IRONIC RESCUE by Pete Brammer

Pete’s piece triggered by ‘irony/ironic’


Down Carby Wood, in a rickety old shed,
Lived a hermit type tramp, by name of Ned,
“Don’t let your kids, go anywhere near”,
Parents would advise, instilling fear.

Stories tell of horrific events,
Time with the devil, he’d often sent,
Pointed horns, growing from his head,
As night draws in, he meets the dead.

Some say that he, himself had died,
Before eviction from the other side,
Too evil whilst in Heaven, they tell,
That sent him, on his way to Hell.

Things changed, as nature did its worst,
When the dam above, the village burst,
Its school was soon engulfed in mud,
Carried by, the terrible flood.

But then a crying girl was seen,
A little child in early teens,
High upon a telegraph pole,
Terrified, the poor little soul.

Emergency services had arrived on scene,
So deadly quiet, not a cry or scream.
Just the sound of that rushing tide,
Carrying bodies that, had sadly died.

Suddenly a figure, on a door, appeared,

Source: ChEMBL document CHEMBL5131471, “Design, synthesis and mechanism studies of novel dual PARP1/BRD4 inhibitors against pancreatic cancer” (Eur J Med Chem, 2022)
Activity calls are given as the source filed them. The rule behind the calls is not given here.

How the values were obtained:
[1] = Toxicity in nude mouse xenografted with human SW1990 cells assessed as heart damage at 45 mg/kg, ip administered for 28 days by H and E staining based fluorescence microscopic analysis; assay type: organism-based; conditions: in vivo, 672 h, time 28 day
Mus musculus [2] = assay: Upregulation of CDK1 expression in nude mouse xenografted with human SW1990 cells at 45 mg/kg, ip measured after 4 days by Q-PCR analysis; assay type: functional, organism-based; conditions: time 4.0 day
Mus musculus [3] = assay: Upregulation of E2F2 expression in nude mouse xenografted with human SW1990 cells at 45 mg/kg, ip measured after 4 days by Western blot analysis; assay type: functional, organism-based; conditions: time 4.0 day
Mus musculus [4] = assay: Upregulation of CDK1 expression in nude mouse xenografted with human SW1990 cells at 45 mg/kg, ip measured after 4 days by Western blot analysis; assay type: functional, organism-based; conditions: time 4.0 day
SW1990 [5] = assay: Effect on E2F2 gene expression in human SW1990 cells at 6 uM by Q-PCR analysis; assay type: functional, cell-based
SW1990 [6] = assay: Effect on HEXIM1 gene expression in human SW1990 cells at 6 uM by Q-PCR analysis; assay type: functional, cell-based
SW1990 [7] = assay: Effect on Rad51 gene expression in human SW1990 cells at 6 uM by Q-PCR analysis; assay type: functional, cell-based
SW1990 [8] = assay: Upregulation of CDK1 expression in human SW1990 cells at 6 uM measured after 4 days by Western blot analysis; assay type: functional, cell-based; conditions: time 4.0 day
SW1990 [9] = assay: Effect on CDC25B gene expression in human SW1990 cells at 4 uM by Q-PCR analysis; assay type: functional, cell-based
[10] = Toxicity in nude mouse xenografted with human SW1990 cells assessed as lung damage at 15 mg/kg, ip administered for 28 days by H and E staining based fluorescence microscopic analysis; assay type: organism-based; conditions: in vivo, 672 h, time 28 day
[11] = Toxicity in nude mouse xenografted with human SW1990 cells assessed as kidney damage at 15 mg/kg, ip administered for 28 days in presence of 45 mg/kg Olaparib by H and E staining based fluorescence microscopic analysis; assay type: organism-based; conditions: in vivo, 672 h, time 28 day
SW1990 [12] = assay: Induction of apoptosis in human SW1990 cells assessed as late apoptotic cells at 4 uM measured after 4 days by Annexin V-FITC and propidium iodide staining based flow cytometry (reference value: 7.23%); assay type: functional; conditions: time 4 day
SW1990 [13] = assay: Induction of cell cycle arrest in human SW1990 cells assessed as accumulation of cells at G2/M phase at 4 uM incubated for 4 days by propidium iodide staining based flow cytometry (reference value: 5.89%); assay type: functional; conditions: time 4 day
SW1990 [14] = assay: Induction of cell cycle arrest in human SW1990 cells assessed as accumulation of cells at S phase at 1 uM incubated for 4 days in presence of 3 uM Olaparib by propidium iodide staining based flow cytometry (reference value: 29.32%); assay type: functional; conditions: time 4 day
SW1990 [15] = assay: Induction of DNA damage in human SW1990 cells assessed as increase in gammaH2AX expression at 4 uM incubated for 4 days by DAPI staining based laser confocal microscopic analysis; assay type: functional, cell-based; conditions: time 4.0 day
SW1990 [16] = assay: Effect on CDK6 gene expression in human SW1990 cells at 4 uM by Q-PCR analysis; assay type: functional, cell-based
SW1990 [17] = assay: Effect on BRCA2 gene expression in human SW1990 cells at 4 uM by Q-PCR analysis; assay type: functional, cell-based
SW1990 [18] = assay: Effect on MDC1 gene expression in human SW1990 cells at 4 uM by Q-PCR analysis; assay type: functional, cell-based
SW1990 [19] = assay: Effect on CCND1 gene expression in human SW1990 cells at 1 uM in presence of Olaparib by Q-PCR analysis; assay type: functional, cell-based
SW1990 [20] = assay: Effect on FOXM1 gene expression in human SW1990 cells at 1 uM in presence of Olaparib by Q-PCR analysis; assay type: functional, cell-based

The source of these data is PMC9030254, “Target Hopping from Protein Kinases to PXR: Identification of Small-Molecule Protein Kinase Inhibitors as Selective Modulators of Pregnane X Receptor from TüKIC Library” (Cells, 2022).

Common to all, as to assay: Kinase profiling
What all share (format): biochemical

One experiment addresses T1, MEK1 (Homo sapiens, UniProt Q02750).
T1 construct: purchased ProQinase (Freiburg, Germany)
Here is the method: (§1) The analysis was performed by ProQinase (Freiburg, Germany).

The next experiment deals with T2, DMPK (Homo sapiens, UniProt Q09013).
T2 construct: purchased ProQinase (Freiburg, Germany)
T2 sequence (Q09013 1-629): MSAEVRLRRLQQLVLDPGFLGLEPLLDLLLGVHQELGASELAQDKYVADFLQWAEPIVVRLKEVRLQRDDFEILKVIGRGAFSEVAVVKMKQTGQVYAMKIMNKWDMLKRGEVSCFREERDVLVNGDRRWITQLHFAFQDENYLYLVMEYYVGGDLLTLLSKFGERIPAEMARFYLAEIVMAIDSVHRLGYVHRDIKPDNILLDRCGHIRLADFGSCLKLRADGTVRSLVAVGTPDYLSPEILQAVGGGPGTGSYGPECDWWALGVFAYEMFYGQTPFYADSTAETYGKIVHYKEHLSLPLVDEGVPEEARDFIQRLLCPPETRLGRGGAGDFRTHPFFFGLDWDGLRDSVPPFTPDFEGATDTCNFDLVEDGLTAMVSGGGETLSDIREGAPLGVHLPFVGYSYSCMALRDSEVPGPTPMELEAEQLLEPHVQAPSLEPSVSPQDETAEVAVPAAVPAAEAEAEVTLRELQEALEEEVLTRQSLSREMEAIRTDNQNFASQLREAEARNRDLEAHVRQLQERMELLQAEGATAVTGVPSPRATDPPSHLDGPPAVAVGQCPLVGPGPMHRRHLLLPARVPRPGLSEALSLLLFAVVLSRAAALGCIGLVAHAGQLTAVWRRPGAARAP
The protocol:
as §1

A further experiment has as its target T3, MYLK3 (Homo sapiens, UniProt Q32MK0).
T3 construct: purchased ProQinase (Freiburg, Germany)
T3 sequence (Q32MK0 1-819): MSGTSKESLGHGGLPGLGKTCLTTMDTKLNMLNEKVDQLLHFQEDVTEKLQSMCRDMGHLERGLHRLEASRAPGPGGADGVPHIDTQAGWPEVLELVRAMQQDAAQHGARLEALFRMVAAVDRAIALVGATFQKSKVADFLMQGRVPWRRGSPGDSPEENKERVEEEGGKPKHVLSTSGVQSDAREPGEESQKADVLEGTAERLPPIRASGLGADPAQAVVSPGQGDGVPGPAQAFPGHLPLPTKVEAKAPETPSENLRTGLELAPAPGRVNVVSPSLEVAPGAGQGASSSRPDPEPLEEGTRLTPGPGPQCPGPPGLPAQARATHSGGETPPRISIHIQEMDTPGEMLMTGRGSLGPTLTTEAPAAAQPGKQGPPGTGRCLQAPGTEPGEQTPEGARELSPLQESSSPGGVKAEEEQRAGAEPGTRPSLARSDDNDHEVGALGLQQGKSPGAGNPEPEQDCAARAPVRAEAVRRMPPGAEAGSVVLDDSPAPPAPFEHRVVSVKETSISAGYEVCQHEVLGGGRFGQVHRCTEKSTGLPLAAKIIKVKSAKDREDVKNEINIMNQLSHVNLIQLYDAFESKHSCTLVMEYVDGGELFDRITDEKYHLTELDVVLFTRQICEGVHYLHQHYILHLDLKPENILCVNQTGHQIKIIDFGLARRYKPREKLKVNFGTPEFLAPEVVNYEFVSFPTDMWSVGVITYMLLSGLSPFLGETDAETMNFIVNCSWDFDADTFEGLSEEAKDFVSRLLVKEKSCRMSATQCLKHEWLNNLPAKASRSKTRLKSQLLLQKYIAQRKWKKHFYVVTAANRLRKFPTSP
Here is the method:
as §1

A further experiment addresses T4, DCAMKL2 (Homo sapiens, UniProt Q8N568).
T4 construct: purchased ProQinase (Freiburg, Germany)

Riding the flood, as onlookers cheered,
A voice cried out, “It’s Hermit Sam,
Oh my God, what’s his plan.”

Leaning left, then leaning right,
Clinging on with all his might,
Like on a surf board on the sea,
Negotiating, every tree.

Passing the girl, he grabbed her arm,
From the people watching, cries of alarm,
But soon those cries, turned into cheers,
As one or two, were shedding tears.

From out of all that terrible woe,
It seems they had, a new hero,
Quite ironic, you might say,
For he was a villain, just yesterday.



The Good-Morrow by Angela O’Connor

The Good-Morrow

Wonder not, for you have found the truth
Our discoveries taste and smell divine
Sucked dry from your voracious mouth
I ache to drink more of your vigorous wine
The malodour of prior sweet simple love
Repugnant in the air.

Entwined where everything here is brighter there
Our pupils dilate with unnatural delight.
We have arrived in Faery Land.
Handcuffed to the Flame Lady, I take your hand.

Freedom by Michael Healy

Michael’s response to the trigger

Freedom is a precious favour which most people assume is their right
But many have found their lives are restricted and so have to fight
Two examples were slavery and the African Apartheid system
Both were defeated by strong men campaigning against them.

Born on 24th August 1759 and died on 29th July 1833,
William Wilberforce was a leading politician and MP
He led the campaign for the abolition of slavery
Throughout Britain and the lands of the British Empire.

He campaigned most of his life against the evil that was slavery,